It means being obsessive, relentless, and consistent in my work for the pursuit of truth. Committing to excellence is a binary choice. There is no gray area. You either give every piece of yourself to your pursuits or you are left with the burden of regret. I have to look back at my opportunity here at TK Studio and be certain I showed up and demanded the utmost effort of myself.
In the words of Aristotle, “We are what we repeatedly do. Excellence, then, is not an act, but a habit.”
Part of demanding more for yourself means doing the field work too. If you can’t get your gears going today, maybe you need some extra nourishment. Look at something beautiful, go to a museum, search out the horizon. This is part of your creative process: put it on expenses! Oh & don’t forget to have fun!!
A commitment to excellence is the utmost standard that every artist should be striving for. To me it means being able to listen. Listening to oneself, to partners, to teachers, to friends. Being curious about what is said. It’s realizing that human beings affect each other profoundly, and consistently.
Being committed to excellence means realizing that one belongs to something greater than themselves. And being curious about what are the responsibilities to that greater thing. Is it society? The studio? Your acting partner? What steps do I need to take to do the best work? How do I organize my life to commit to myself? To commit to doing deep and meaningful work.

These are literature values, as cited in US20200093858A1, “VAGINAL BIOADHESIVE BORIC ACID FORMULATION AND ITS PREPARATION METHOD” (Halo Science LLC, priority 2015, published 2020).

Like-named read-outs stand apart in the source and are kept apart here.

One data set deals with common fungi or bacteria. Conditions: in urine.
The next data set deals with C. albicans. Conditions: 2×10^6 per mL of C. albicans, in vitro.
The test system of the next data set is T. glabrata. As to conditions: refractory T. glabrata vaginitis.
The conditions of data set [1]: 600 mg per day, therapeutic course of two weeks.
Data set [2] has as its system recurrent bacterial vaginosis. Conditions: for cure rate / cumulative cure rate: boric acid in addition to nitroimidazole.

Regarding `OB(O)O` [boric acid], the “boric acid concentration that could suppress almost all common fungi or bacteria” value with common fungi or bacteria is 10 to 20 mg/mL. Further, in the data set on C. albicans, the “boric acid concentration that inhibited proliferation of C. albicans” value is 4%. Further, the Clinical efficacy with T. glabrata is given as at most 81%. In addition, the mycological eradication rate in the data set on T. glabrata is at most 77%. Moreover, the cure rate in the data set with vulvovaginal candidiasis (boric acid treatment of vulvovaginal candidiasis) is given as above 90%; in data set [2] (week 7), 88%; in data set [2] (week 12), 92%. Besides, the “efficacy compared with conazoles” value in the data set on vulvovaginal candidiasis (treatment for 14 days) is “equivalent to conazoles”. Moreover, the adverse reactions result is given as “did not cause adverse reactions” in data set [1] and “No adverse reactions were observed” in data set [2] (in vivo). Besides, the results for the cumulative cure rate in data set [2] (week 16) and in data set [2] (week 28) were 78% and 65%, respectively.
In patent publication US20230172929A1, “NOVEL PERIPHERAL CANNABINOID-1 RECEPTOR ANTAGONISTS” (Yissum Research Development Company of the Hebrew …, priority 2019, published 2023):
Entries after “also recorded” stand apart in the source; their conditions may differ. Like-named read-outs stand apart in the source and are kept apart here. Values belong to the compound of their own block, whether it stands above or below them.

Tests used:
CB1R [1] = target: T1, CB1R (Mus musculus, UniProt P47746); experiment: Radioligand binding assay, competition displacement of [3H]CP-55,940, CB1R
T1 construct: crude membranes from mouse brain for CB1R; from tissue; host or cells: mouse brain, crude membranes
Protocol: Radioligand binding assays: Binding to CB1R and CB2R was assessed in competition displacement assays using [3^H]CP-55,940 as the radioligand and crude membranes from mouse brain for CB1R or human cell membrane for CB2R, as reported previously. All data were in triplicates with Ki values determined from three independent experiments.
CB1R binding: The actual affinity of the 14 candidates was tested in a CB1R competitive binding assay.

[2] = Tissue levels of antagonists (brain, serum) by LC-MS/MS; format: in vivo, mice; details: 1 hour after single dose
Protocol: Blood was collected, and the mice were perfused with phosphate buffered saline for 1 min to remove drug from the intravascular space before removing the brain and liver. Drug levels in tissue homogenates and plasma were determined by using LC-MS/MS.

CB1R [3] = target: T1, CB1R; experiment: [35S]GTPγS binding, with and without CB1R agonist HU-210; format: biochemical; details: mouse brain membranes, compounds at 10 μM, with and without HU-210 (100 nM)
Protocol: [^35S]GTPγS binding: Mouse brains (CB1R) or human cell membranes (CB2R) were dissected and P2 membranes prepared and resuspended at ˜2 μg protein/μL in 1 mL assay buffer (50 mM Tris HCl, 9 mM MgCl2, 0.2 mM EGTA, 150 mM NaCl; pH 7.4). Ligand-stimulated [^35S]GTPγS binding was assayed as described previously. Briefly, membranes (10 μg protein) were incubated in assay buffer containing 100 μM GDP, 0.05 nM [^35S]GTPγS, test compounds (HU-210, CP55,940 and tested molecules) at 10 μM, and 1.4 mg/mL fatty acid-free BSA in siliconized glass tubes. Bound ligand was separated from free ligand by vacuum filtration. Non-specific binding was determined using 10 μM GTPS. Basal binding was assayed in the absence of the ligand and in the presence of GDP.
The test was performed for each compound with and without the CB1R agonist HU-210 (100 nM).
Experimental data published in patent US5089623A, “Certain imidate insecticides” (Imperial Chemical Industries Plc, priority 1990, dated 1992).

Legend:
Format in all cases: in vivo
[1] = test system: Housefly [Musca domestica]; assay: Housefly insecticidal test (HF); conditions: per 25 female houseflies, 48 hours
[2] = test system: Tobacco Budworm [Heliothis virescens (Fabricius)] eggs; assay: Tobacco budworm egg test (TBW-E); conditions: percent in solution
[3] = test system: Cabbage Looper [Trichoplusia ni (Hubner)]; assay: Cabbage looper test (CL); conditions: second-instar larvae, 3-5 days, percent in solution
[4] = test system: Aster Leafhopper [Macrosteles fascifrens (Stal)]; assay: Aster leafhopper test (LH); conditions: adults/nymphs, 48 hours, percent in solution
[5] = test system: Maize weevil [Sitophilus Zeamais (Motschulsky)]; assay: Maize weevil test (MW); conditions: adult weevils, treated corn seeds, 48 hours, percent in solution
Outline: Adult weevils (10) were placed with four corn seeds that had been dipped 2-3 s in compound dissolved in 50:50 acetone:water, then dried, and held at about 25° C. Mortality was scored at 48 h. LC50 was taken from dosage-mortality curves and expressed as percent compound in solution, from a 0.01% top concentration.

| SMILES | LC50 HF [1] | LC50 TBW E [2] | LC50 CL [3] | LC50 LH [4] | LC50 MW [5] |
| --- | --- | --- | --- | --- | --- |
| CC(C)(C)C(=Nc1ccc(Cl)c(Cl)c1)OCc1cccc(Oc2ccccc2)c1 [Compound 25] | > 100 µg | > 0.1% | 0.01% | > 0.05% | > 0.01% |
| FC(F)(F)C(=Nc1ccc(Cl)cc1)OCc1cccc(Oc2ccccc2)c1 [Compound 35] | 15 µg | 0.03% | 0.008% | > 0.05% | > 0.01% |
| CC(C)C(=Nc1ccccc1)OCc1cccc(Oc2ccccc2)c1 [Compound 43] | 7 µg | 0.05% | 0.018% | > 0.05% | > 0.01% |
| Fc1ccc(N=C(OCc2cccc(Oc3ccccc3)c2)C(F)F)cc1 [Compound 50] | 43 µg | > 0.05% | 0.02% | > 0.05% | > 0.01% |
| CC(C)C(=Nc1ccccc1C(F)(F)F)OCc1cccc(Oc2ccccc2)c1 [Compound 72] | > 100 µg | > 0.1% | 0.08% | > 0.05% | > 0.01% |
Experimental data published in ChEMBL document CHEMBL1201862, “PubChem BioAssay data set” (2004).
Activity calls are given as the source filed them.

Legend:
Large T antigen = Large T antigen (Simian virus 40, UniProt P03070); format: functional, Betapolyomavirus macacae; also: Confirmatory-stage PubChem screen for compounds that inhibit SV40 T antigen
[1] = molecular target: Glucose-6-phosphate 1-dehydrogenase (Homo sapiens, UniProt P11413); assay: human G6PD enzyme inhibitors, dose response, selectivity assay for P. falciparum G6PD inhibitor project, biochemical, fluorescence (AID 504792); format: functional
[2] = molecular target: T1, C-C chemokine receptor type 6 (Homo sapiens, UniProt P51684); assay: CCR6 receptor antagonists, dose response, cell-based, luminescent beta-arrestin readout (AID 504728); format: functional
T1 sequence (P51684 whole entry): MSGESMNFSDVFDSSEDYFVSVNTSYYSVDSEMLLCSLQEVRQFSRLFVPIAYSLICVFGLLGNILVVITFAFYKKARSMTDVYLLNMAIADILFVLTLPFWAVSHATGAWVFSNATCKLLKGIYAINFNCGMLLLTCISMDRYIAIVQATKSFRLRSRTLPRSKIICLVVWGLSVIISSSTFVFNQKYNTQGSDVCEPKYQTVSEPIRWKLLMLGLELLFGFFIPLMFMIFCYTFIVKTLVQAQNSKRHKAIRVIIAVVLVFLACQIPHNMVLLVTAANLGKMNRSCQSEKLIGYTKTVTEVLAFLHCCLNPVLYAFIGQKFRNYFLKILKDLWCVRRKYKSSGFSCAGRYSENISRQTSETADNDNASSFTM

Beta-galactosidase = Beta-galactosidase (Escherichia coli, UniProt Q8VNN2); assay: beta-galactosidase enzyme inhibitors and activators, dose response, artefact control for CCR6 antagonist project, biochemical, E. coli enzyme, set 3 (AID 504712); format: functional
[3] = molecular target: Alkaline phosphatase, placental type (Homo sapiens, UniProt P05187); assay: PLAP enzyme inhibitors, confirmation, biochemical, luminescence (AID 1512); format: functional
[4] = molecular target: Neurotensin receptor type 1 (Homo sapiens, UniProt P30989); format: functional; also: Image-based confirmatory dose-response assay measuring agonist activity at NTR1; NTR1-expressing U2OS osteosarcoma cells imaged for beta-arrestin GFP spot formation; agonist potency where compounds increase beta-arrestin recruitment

Being committed to excellence is about remembering that I came here for a reason. I came here in search of truth through art. I came here to better tell the stories that I’m interested in telling. This is not an easy process, but I love to do this work. The beauty and the richness that this work can bring out is something that many people don’t get to experience. I would be selling myself short by not committing to excellence.
Take the leap
I once had a dance teacher who told me to forget about technique during auditions. Her mindset was that whatever technique I had once it was my turn to dance was what I had. I didn’t have the power to change that or suddenly have better technique than I have had every other day. I just had to let go and dance, because if I was too focused on my technique then I wouldn’t be able to show my full self in the audition. The lesson I took from this was that I have to do a lot of the work on my technique outside of the audition in order to really give it my all in the audition.